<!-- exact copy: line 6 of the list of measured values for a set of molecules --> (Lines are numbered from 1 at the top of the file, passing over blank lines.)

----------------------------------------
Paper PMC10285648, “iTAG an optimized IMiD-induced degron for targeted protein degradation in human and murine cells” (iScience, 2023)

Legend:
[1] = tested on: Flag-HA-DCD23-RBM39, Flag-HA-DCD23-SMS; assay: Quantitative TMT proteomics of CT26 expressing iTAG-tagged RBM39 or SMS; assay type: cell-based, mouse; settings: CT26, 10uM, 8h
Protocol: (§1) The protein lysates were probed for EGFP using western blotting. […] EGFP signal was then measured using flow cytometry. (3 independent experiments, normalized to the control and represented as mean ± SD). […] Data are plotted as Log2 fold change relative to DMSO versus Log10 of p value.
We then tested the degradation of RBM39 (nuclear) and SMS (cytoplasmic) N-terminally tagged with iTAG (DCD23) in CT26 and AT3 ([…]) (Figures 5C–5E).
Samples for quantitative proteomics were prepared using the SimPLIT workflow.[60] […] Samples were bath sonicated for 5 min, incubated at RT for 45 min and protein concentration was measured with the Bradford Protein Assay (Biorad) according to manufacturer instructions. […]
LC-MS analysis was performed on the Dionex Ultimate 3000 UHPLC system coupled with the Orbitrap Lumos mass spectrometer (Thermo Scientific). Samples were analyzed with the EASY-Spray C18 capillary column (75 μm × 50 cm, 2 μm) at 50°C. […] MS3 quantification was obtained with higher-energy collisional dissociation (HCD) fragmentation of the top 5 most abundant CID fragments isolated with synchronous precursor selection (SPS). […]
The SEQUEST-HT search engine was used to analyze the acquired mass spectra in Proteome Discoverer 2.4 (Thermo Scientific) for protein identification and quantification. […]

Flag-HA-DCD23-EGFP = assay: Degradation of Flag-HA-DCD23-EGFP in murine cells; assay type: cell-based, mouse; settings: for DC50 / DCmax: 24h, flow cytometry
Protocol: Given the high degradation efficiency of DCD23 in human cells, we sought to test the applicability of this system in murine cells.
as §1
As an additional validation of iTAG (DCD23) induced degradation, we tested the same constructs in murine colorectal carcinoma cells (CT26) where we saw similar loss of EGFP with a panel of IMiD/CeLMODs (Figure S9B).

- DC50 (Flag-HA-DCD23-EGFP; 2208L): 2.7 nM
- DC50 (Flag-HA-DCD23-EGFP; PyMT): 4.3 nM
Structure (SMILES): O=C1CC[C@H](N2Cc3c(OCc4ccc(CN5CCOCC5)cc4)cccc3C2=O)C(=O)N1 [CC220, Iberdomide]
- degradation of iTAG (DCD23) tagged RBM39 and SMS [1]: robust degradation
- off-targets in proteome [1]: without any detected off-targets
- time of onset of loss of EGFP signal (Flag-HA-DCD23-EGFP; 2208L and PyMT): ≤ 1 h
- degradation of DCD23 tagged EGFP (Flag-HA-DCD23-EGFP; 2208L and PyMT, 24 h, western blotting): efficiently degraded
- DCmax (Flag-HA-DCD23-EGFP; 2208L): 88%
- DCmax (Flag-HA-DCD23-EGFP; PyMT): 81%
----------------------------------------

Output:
Samples for quantitative proteomics were prepared using the SimPLIT workflow.[60] […] Samples were bath sonicated for 5 min, incubated at RT for 45 min and protein concentration was measured with the Bradford Protein Assay (Biorad) according to manufacturer instructions. […]